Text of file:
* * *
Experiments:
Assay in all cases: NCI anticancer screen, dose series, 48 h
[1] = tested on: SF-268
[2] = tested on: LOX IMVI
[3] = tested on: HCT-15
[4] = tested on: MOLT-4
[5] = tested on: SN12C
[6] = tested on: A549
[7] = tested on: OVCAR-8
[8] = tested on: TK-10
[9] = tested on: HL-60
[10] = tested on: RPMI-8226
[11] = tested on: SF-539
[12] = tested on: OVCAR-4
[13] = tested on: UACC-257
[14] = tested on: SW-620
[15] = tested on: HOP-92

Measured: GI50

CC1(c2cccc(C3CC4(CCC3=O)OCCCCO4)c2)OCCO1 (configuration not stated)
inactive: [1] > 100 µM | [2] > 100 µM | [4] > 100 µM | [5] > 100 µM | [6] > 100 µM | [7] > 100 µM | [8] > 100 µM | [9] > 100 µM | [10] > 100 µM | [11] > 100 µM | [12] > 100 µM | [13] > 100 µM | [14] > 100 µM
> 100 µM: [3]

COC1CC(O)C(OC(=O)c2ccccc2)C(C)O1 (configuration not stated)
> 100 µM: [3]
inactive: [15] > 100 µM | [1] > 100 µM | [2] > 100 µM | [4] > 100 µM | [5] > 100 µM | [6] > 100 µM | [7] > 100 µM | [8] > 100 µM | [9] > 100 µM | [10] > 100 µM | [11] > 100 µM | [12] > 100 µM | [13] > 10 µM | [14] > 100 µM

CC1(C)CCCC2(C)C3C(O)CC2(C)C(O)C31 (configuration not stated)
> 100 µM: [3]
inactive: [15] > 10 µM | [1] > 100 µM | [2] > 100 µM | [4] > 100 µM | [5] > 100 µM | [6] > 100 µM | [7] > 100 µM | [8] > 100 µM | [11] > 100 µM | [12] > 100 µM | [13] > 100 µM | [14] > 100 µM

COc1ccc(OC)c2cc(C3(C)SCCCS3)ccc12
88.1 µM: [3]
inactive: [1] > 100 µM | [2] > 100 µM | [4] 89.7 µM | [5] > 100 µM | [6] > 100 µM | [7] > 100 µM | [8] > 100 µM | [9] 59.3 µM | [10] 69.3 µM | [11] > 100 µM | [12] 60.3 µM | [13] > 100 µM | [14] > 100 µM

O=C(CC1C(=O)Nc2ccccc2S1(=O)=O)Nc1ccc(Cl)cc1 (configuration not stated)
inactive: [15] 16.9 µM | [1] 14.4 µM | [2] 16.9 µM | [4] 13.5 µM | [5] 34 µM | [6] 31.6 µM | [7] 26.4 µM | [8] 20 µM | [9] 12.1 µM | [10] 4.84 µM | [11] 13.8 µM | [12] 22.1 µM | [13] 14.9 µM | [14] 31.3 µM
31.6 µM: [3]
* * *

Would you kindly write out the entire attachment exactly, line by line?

Experiments:
Assay in all cases: NCI anticancer screen, dose series, 48 h
[1] = tested on: SF-268
[2] = tested on: LOX IMVI
[3] = tested on: HCT-15
[4] = tested on: MOLT-4
[5] = tested on: SN12C
[6] = tested on: A549
[7] = tested on: OVCAR-8
[8] = tested on: TK-10
[9] = tested on: HL-60
[10] = tested on: RPMI-8226
[11] = tested on: SF-539
[12] = tested on: OVCAR-4
[13] = tested on: UACC-257
[14] = tested on: SW-620
[15] = tested on: HOP-92

Measured: GI50

CC1(c2cccc(C3CC4(CCC3=O)OCCCCO4)c2)OCCO1 (configuration not stated)
inactive: [1] > 100 µM | [2] > 100 µM | [4] > 100 µM | [5] > 100 µM | [6] > 100 µM | [7] > 100 µM | [8] > 100 µM | [9] > 100 µM | [10] > 100 µM | [11] > 100 µM | [12] > 100 µM | [13] > 100 µM | [14] > 100 µM
> 100 µM: [3]

COC1CC(O)C(OC(=O)c2ccccc2)C(C)O1 (configuration not stated)
> 100 µM: [3]
inactive: [15] > 100 µM | [1] > 100 µM | [2] > 100 µM | [4] > 100 µM | [5] > 100 µM | [6] > 100 µM | [7] > 100 µM | [8] > 100 µM | [9] > 100 µM | [10] > 100 µM | [11] > 100 µM | [12] > 100 µM | [13] > 10 µM | [14] > 100 µM

CC1(C)CCCC2(C)C3C(O)CC2(C)C(O)C31 (configuration not stated)
> 100 µM: [3]
inactive: [15] > 10 µM | [1] > 100 µM | [2] > 100 µM | [4] > 100 µM | [5] > 100 µM | [6] > 100 µM | [7] > 100 µM | [8] > 100 µM | [11] > 100 µM | [12] > 100 µM | [13] > 100 µM | [14] > 100 µM

COc1ccc(OC)c2cc(C3(C)SCCCS3)ccc12
88.1 µM: [3]
inactive: [1] > 100 µM | [2] > 100 µM | [4] 89.7 µM | [5] > 100 µM | [6] > 100 µM | [7] > 100 µM | [8] > 100 µM | [9] 59.3 µM | [10] 69.3 µM | [11] > 100 µM | [12] 60.3 µM | [13] > 100 µM | [14] > 100 µM

O=C(CC1C(=O)Nc2ccccc2S1(=O)=O)Nc1ccc(Cl)cc1 (configuration not stated)
inactive: [15] 16.9 µM | [1] 14.4 µM | [2] 16.9 µM | [4] 13.5 µM | [5] 34 µM | [6] 31.6 µM | [7] 26.4 µM | [8] 20 µM | [9] 12.1 µM | [10] 4.84 µM | [11] 13.8 µM | [12] 22.1 µM | [13] 14.9 µM | [14] 31.3 µM
31.6 µM: [3]